The population of interest was children whose mothers reported being depressed within 2 years of their birth. Children were eligible based on three criteria: their mothers scored high (9 or higher) on the depression measure (CES-D) or had been diagnosed as depressed in Cycle 1; their parents were partnered at the time of the birth and the children lived with at least one biological parent; and their father cohabitated with their mother at the time of the birth and during at least two subsequent cycles. Partners were eligible if they were a biological, foster, or step parent. When there was more than one child in the family, the oldest child was selected; in the event of multiple births, one child was randomly selected. The eligibility criteria also required that the person who provided survey responses, known as the person most knowledgeable (PMK), be the biological mother of the child. The sample size was maximized through the inclusion of children surveyed in Cycle 1 (for predictor variable information) and at least two subsequent cycles (2, 3, 4, 5, or 6). A total of 626 children (615 with completed data) were included in the sample. Table 1 details the cycle participation of these 626 children.

Table 1
Number of Children 24 Months or Younger in Cycle 1 Participating in Two, Three, Four, or Five Other Cycles of the NLSCY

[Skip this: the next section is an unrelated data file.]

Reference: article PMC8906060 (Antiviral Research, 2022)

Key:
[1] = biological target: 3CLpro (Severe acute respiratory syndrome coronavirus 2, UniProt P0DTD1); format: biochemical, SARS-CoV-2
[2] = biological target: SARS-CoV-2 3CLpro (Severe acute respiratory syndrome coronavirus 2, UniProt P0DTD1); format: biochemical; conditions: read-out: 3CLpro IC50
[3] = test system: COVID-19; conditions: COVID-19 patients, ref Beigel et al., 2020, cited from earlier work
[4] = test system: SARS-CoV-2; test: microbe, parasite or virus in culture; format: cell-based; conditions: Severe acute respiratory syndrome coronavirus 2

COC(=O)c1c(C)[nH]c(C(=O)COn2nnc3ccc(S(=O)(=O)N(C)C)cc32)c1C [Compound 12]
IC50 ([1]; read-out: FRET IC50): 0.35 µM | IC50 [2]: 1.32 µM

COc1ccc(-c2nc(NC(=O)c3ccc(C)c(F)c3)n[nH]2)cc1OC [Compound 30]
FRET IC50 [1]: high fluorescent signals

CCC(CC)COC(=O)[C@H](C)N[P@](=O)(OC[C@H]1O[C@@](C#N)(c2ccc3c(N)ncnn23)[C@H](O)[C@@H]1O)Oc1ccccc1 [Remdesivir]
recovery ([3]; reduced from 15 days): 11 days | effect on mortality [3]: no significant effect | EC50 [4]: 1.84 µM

Postpartum Depression

Maternal depression was measured using the NLSCY Depression Scale, based on the National Institute of Mental Health’s Center for Epidemiological Studies Depression (CES-D) scale (Radloff, 1977). The full CES-D (20 items; scores range from 0 to 60 and a score of 16 represents a classification of depression) was rescaled to produce a shortened version (12 items with scores ranging from 0 to 36) with a cut-off proportional to that of the full CES-D. Thus the cut-off for depression on the 12-item NLSCY Depression Scale was set at 9. Cronbach’s alpha for the 12-item scale was 0.82, slightly lower than the reliability of the full 20-item scale (0.85) (Somers & Willms, 2002). In this study, the PMK (which is the biological mother for the selected subsample) was considered to be depressed if she had a score of 9 or higher on the NLSCY Depression Scale or if she reported a diagnosis of PPD.

Behavioural Outcomes